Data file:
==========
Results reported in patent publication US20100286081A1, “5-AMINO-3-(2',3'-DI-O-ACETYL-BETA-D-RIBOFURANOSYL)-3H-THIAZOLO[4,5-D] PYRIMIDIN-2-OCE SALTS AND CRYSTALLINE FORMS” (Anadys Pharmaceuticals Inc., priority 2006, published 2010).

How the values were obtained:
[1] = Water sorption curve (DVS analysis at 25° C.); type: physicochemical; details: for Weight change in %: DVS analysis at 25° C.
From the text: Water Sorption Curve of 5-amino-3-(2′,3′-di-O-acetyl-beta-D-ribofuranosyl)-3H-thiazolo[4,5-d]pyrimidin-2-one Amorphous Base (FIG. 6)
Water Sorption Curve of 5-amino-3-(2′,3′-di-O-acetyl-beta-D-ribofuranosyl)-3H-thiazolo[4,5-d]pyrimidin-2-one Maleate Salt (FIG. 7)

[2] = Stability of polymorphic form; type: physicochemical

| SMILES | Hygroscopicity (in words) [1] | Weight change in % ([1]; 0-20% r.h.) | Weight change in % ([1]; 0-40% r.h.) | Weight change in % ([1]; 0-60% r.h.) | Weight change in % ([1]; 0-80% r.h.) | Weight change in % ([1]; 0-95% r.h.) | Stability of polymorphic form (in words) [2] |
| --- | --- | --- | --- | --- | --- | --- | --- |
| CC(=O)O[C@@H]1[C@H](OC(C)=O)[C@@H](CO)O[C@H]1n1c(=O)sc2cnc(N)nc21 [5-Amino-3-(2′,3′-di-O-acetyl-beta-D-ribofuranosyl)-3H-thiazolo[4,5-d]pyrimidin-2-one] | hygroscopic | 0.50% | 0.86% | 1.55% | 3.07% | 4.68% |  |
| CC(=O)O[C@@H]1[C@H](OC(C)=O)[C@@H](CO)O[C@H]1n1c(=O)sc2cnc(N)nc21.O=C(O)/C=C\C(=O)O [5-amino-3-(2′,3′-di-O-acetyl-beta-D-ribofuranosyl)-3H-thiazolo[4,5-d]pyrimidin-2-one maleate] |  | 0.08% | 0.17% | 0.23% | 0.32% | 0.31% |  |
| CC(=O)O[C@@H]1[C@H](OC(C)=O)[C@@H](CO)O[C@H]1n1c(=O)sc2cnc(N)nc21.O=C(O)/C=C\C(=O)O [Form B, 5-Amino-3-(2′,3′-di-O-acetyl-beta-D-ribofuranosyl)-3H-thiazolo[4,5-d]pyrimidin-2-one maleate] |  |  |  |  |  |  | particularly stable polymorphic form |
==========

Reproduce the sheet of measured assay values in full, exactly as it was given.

Results reported in patent publication US20100286081A1, “5-AMINO-3-(2',3'-DI-O-ACETYL-BETA-D-RIBOFURANOSYL)-3H-THIAZOLO[4,5-D] PYRIMIDIN-2-OCE SALTS AND CRYSTALLINE FORMS” (Anadys Pharmaceuticals Inc., priority 2006, published 2010).

How the values were obtained:
[1] = Water sorption curve (DVS analysis at 25° C.); type: physicochemical; details: for Weight change in %: DVS analysis at 25° C.
From the text: Water Sorption Curve of 5-amino-3-(2′,3′-di-O-acetyl-beta-D-ribofuranosyl)-3H-thiazolo[4,5-d]pyrimidin-2-one Amorphous Base (FIG. 6)
Water Sorption Curve of 5-amino-3-(2′,3′-di-O-acetyl-beta-D-ribofuranosyl)-3H-thiazolo[4,5-d]pyrimidin-2-one Maleate Salt (FIG. 7)

[2] = Stability of polymorphic form; type: physicochemical

| SMILES | Hygroscopicity (in words) [1] | Weight change in % ([1]; 0-20% r.h.) | Weight change in % ([1]; 0-40% r.h.) | Weight change in % ([1]; 0-60% r.h.) | Weight change in % ([1]; 0-80% r.h.) | Weight change in % ([1]; 0-95% r.h.) | Stability of polymorphic form (in words) [2] |
| --- | --- | --- | --- | --- | --- | --- | --- |
| CC(=O)O[C@@H]1[C@H](OC(C)=O)[C@@H](CO)O[C@H]1n1c(=O)sc2cnc(N)nc21 [5-Amino-3-(2′,3′-di-O-acetyl-beta-D-ribofuranosyl)-3H-thiazolo[4,5-d]pyrimidin-2-one] | hygroscopic | 0.50% | 0.86% | 1.55% | 3.07% | 4.68% |  |
| CC(=O)O[C@@H]1[C@H](OC(C)=O)[C@@H](CO)O[C@H]1n1c(=O)sc2cnc(N)nc21.O=C(O)/C=C\C(=O)O [5-amino-3-(2′,3′-di-O-acetyl-beta-D-ribofuranosyl)-3H-thiazolo[4,5-d]pyrimidin-2-one maleate] |  | 0.08% | 0.17% | 0.23% | 0.32% | 0.31% |  |
| CC(=O)O[C@@H]1[C@H](OC(C)=O)[C@@H](CO)O[C@H]1n1c(=O)sc2cnc(N)nc21.O=C(O)/C=C\C(=O)O [Form B, 5-Amino-3-(2′,3′-di-O-acetyl-beta-D-ribofuranosyl)-3H-thiazolo[4,5-d]pyrimidin-2-one maleate] |  |  |  |  |  |  | particularly stable polymorphic form |